Oil headed for a third weekly decline on signs a global glut will be prolonged amid the longest run of US stockpile gains in seven months.
Futures are down 0.8 percent this week after falling below $40 a barrel Wednesday for the first time since August. Crude inventories expanded for an eighth week, the longest stretch of increases since April, government data showed Wednesday. That’s sustaining supplies in the world’s biggest oil consumer more than 100 million barrels above the five-year average level.
Crude has slumped about 47 percent the past year amid speculation a surplus will persist as the Organization of Petroleum Exporting Countries continues to pump above its quota. Saudi Arabia is working with producers inside and outside the 12-member group to stabilize the market, Saudi Oil Minister Ali al-Naimi said in Bahrain. Prices will rise next year as supply and demand re-balances, according to Matar al-Neyadi, the energy undersecretary for the United Arab Emirates.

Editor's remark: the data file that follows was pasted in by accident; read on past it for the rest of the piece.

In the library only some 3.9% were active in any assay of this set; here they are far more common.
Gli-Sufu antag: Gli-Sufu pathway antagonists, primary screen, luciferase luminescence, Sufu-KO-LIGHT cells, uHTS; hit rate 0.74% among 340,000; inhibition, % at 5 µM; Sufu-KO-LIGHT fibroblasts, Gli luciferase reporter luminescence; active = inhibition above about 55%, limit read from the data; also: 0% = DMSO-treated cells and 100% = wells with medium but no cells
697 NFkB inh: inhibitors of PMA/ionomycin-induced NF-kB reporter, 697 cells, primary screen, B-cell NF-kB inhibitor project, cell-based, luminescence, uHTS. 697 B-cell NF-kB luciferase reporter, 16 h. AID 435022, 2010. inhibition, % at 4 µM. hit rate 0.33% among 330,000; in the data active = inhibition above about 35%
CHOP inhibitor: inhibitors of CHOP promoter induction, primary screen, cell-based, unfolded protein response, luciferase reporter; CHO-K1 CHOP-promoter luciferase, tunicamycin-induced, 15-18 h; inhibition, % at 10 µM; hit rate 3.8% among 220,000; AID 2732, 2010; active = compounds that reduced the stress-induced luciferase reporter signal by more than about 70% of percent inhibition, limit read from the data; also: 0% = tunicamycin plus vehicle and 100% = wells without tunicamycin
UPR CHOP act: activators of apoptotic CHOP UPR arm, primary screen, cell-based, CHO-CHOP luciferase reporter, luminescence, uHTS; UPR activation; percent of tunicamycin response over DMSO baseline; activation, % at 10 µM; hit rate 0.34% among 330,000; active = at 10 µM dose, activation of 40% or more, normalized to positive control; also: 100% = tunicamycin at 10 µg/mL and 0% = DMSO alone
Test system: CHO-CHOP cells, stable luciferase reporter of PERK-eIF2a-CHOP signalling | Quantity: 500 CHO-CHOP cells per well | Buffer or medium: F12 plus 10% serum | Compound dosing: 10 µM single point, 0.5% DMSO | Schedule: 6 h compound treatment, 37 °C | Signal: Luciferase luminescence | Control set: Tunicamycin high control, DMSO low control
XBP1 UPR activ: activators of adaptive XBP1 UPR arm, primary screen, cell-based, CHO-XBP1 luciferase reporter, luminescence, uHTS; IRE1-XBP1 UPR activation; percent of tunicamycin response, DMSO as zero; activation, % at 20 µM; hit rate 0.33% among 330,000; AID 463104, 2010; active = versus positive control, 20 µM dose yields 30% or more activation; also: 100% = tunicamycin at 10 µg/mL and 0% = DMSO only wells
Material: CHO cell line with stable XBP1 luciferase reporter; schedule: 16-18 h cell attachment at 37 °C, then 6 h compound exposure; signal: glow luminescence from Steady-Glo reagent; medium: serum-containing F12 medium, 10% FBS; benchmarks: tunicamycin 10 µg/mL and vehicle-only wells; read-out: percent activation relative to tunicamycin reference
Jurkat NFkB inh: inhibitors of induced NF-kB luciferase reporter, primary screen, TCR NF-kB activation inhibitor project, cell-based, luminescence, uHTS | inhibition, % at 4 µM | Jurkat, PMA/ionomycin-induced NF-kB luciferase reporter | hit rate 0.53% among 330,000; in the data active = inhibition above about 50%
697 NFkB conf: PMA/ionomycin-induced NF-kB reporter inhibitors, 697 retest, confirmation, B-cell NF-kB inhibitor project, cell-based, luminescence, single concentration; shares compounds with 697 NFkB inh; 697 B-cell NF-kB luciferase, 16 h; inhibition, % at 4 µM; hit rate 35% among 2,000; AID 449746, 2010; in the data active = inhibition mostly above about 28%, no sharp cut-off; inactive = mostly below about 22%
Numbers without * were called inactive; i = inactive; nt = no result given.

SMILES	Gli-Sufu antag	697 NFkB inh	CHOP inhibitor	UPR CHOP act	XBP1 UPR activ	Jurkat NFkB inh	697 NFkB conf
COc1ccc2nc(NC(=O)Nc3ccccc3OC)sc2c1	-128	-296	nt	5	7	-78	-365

“The story is one of unconstrained supply,” Michael McCarthy, a chief strategist at CMC Markets in Sydney, said by phone. “Oil is in a new lower trading range and investors are erring on the cautious side. Sentiment is indicating lower moves are more likely than higher moves at the moment.”
West Texas Intermediate for December delivery, which expires Friday, was down 9 cents at $40.45 a barrel on the New York Mercantile Exchange. The contract dropped 21 cents to $40.54 on Thursday, the lowest close since Aug. 26. The more- active January future climbed 6 cents to $41.78 at 3:55 p.m. Hong Kong time. Total volume was about 29 percent below the 100- day average.
Brent for January settlement was 3 cents higher at $44.21 a barrel on the London-based ICE Futures Europe exchange. It has advanced 1.3 percent this week. The European benchmark crude was at a premium of $2.40 to WTI.
US crude stockpiles expanded to 487.3 million barrels through Nov. 13, according to Energy Information Administration data. Refinery rates rose while inventories at Cushing, Oklahoma, the delivery point for WTI and the biggest U.S. oil- storage hub, increased for a second week to 56.9 million barrels.
The global economy is going through an unstable period, Saudi Arabia’s al-Naimi said Thursday. Crude demand is expected to rise by 1 million barrels a day every year in this decade, and the world requires more investments in oil to compensate for declining recovery rates, he said.